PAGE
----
- Insert MDHAR6 – the correct version – back into the mutants. If I ‘fix’ this mutation, does it reverse the observed resistance to TNT?
- Examine TNT uptake rate. Is perceived resistance just due to reduced uptake of TNT?
- Test mutant strains’ resistance to other pollutants. Is perceived resistance just due to increased overall resistance to stress?
- Extract the MDHAR6 enzyme itself and react it with TNT in vitro. Does the enzyme, by itself, react with TNT?
- Once you have a chemical mechanism down for resistance, test for the by-products of the reaction. Is the by-product of my hypothesized reaction there?
To really prove their point, the scientists, of course, used all of these methods to assess the detoxification of TNT in Aradopsis. And in doing so, they confirmed that this plant – and potentially, any plant with this mutation – can clean up TNT pollution sites. With a single mutation, plants – which already natively detoxify TNT – will repair their growth rates when under TNT stress, giving them the biomass to be an effective agent in bioremediation.
The first step, identification of the TNT-resistant mutants, is shown in Fig. 1. Part A shows root length of plants grown in agar; part B shows effects of TNT on actual biomass. When there is no TNT, both MDHAR6 mutant and wildtype (WT) grow to the same length, but when TNT is present, the length of WT roots shrinks and the mutants can grow to about 400% the length of the TNT-exposed control. This data is quantified and depicted in Fig. 2A, where root length in uncontaminated and TNT-tainted agar is given as a percentage of the root length of the WT.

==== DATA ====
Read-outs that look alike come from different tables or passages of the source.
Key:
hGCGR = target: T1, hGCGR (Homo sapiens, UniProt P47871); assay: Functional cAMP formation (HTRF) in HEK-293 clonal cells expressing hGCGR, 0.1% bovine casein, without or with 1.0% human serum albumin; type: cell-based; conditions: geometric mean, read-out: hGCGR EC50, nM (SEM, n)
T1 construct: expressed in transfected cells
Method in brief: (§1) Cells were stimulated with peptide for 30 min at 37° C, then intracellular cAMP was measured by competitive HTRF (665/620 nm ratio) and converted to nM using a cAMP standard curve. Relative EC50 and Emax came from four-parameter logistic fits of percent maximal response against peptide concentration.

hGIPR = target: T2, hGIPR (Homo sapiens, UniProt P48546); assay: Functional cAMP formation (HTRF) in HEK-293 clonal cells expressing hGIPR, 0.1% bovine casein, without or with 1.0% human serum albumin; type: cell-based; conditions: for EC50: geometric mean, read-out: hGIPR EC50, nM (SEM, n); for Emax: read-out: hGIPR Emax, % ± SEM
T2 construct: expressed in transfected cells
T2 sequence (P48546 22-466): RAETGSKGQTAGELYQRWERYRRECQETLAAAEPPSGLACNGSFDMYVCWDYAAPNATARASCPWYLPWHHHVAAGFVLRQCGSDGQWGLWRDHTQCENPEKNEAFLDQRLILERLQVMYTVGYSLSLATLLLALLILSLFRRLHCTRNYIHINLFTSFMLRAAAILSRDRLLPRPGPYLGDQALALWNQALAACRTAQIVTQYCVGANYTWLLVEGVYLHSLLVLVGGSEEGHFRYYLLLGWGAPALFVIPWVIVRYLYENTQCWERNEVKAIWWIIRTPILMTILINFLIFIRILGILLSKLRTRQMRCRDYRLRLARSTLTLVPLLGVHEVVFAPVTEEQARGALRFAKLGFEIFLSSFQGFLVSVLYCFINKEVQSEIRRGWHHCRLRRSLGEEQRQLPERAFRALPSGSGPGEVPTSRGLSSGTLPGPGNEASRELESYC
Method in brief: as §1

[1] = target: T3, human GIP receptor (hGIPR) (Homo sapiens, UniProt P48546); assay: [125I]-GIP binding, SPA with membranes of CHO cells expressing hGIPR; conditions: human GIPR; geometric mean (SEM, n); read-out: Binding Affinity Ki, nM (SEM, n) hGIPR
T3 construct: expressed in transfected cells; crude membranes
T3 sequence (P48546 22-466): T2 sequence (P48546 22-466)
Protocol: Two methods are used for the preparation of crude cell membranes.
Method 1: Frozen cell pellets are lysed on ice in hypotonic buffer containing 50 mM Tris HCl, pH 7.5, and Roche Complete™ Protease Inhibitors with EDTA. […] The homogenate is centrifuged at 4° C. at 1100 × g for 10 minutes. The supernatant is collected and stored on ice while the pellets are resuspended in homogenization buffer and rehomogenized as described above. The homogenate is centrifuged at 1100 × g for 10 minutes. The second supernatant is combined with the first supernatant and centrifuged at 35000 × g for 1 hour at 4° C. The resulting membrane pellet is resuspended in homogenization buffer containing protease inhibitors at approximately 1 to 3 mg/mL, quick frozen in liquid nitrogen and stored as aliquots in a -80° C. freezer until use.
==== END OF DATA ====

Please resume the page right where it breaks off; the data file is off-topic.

To check themselves, the scientists first inserted the correct MDHAR6 genes back into the mutant strains. In the WT, MDHAR6 is expressed in plastidial or mitochondrial DNA – organelles likes chloroplasts and mitochondria, rather than the nucleus. Thus by inserting MDHAR6 with plastids, and then separately via mitochondria, they were able to discern that not only did the correct sequence increase MDHAR6 enzyme activity (Fig. 2B), but that both brought back the toxic affects of TNT.
By measuring TNT uptake rates of Aradopsis plants (WT and mutant) in liquid media, the scientists confirmed that both the WT and the mutant took up TNT at the same rate. This confirmed that the observed resistance is real – the mutants are not healthier by simply expelling the TNT from their system. And by growing Aradopsis in agar supplemented with various other pollutants, the scientists found that no, the MDHAR6 mutation does not give the plant a superpower against a bunch of different stresses. It is, in fact, specifically a reaction with TNT and MDHAR6 that stunts plant growth, making the mutation on the enzyme protective against TNT.
With that covered, the next step is to identify the mechanism for detoxification by mutants, as well as why the enzyme is associated with TNT toxicity.
Johnston, E. J., Rylott, E. L., Beynon, E., Lorenz, A., Chechik, V., & Bruce, N. C. (2015). Monodehydroascorbate reductase mediates TNT toxicity in plants. Science, 349(6252), 1072–1075. https://doi.org/10.1126/science.aab3472